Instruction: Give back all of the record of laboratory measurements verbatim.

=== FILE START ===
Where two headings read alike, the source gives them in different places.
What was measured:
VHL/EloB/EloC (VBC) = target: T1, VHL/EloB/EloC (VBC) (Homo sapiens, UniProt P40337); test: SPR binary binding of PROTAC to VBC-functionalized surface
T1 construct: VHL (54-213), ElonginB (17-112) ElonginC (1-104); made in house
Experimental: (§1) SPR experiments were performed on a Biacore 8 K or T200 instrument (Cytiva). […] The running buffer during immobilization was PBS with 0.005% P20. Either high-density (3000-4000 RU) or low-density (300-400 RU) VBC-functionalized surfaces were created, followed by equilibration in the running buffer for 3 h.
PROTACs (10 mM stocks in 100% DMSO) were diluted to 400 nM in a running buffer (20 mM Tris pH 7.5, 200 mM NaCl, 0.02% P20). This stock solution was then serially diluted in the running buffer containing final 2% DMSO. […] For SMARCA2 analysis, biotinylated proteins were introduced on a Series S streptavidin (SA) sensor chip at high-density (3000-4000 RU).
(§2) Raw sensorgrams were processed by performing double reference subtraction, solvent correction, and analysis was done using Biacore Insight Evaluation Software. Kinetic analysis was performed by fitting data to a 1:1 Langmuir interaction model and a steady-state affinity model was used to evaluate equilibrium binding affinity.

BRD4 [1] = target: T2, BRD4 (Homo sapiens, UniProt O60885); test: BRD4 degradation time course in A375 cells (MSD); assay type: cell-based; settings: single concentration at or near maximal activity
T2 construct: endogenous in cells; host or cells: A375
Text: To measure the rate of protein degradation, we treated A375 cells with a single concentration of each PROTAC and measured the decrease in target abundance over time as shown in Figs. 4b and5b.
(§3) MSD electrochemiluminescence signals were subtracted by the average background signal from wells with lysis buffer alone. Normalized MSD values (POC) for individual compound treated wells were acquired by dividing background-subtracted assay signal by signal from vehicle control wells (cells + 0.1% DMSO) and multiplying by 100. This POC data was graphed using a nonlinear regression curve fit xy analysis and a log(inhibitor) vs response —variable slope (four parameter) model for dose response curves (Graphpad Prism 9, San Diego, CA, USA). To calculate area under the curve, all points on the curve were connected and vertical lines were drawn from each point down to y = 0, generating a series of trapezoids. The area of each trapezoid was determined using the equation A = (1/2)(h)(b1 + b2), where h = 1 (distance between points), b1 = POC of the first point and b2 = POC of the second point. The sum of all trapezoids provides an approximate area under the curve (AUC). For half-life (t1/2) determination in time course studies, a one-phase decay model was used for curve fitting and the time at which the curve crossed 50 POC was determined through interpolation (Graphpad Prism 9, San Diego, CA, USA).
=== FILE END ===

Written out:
Where two headings read alike, the source gives them in different places.
What was measured:
VHL/EloB/EloC (VBC) = target: T1, VHL/EloB/EloC (VBC) (Homo sapiens, UniProt P40337); test: SPR binary binding of PROTAC to VBC-functionalized surface
T1 construct: VHL (54-213), ElonginB (17-112) ElonginC (1-104); made in house
Experimental: (§1) SPR experiments were performed on a Biacore 8 K or T200 instrument (Cytiva). […] The running buffer during immobilization was PBS with 0.005% P20. Either high-density (3000-4000 RU) or low-density (300-400 RU) VBC-functionalized surfaces were created, followed by equilibration in the running buffer for 3 h.
PROTACs (10 mM stocks in 100% DMSO) were diluted to 400 nM in a running buffer (20 mM Tris pH 7.5, 200 mM NaCl, 0.02% P20). This stock solution was then serially diluted in the running buffer containing final 2% DMSO. […] For SMARCA2 analysis, biotinylated proteins were introduced on a Series S streptavidin (SA) sensor chip at high-density (3000-4000 RU).
(§2) Raw sensorgrams were processed by performing double reference subtraction, solvent correction, and analysis was done using Biacore Insight Evaluation Software. Kinetic analysis was performed by fitting data to a 1:1 Langmuir interaction model and a steady-state affinity model was used to evaluate equilibrium binding affinity.

BRD4 [1] = target: T2, BRD4 (Homo sapiens, UniProt O60885); test: BRD4 degradation time course in A375 cells (MSD); assay type: cell-based; settings: single concentration at or near maximal activity
T2 construct: endogenous in cells; host or cells: A375
Text: To measure the rate of protein degradation, we treated A375 cells with a single concentration of each PROTAC and measured the decrease in target abundance over time as shown in Figs. 4b and5b.
(§3) MSD electrochemiluminescence signals were subtracted by the average background signal from wells with lysis buffer alone. Normalized MSD values (POC) for individual compound treated wells were acquired by dividing background-subtracted assay signal by signal from vehicle control wells (cells + 0.1% DMSO) and multiplying by 100. This POC data was graphed using a nonlinear regression curve fit xy analysis and a log(inhibitor) vs response —variable slope (four parameter) model for dose response curves (Graphpad Prism 9, San Diego, CA, USA). To calculate area under the curve, all points on the curve were connected and vertical lines were drawn from each point down to y = 0, generating a series of trapezoids. The area of each trapezoid was determined using the equation A = (1/2)(h)(b1 + b2), where h = 1 (distance between points), b1 = POC of the first point and b2 = POC of the second point. The sum of all trapezoids provides an approximate area under the curve (AUC). For half-life (t1/2) determination in time course studies, a one-phase decay model was used for curve fitting and the time at which the curve crossed 50 POC was determined through interpolation (Graphpad Prism 9, San Diego, CA, USA).